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Number Formatter Question

David Dickinson
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Joined: Nov 11, 2004
Posts: 66
Hi,

I have a NumberFormatter set up with Maximum and Minimum Fraction Digits set to 2.

Everythings worked well until my latest test where for some reason when I print the output to the screen my double (after being formatted) appears as 0.00 when it should really be 9.094947017729282E-13 this also happens when the number is negative -9.094947017729282E-13

Does anyone know why this is? I've tried altering the fractional digits but this doesn't solve it and I don't want any more than two digits following the decimal point.

Thanks!
Mike Gershman
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Joined: Mar 13, 2004
Posts: 1272
9.094947017729282E-13 to 2 decimal places is 0.00.

You are expecting NumberFormatter to give you scientific notation? I didn't know it could do that. Please show your code.


Mike Gershman
SCJP 1.4, SCWCD in process
David Dickinson
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Joined: Nov 11, 2004
Posts: 66
Originally posted by Mike Gershman:
You are expecting NumberFormatter to give you scientific notation? I didn't know it could do that. Please show your code.


I didn't expect the result in scientific notation, is this performed automatically by the double type when a value becomes to long? Do you know of any way to force it to store the numeric value?

Thank you!
Jeroen Wenting
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Joined: Oct 12, 2000
Posts: 5093
The formatted number will be 0.00 when rounded to two decimal places if it's between -0.0049* and 0.0049* .
The UNformatted number (so your double) doesn't change.

You can't have it both ways, either you get it printed rounded to two decimal places or you don't...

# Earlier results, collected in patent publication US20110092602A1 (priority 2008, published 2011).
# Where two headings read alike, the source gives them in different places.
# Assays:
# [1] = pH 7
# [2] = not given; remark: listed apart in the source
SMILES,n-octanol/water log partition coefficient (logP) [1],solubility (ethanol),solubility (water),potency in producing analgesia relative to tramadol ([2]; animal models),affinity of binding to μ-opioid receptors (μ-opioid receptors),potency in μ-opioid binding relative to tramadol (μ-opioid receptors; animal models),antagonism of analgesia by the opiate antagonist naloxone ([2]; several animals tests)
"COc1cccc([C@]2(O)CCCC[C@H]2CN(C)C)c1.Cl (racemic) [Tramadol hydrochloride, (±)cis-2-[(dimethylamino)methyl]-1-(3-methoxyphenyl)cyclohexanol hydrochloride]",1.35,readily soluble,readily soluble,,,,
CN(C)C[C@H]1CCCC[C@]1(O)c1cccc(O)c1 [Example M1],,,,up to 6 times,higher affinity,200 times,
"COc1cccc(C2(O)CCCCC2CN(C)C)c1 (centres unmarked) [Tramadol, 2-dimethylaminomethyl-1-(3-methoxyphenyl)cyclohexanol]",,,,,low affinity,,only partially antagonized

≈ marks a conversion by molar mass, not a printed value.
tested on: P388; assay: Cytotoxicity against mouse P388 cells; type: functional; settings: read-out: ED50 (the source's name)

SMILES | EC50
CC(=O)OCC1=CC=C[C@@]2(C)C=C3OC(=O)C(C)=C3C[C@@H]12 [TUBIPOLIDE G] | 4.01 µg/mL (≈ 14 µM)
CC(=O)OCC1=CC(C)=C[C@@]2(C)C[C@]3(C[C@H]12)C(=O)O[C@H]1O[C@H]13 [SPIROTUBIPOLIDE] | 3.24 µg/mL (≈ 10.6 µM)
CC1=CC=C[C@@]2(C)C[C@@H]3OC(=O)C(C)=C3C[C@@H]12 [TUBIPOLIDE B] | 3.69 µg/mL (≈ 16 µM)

42
David Dickinson
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Joined: Nov 11, 2004
Posts: 66
Well in my code I evaluate the double:


But because the actual value of the double is 0.000000000000001 (or something very similar) it falls into the second condition which I don't want it to.

Can you think of any way of stopping this? In my JUnit tests I just set the delta to 0.01 which effectively skips any minute differences.

Basically i'd be happier if the value was .01 different from 0 for it to fall into either condition.

So am I right in thinking the test simply needs changing to:
Layne Lund
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Joined: Dec 06, 2001
Posts: 3061
A common way to compare doubles is to use a delta value (as you see in JUnit). You can implement this same logic with something like this:


I take it from your code above, that you actually have three conditions: zero, negative, and positive. You may want to use something like the logic I gave above to test for "equality" with zero first and then test for positive and negative values.

HTH

Layne
[ December 08, 2004: Message edited by: Layne Lund ]

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David Dickinson
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Joined: Nov 11, 2004
Posts: 66
Layne,

Only problem with that code is I don't know what the value is going to be, the method exists to determine whether the value is positive/negative and act accordingly.

I've tried understanding the purpose of Math.abs but failed miserably.

I would have thought it would be easy to compare a double (with a fractional precision of 2) with zero?

Can anyone offer any advice? I'm not particuarly strong with maths and can't think of any formula which I could use
David Dickinson
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Joined: Nov 11, 2004
Posts: 66
I should add that the reason I thought I could use the following expression is res represents a currency figure and therefore anything less than a penny or 0.01 really isn't worth worrying about for this program.



So would this code be suitable or do you have a more suitable alternative?
[ December 09, 2004: Message edited by: David Dickinson ]
 
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subject: Number Formatter Question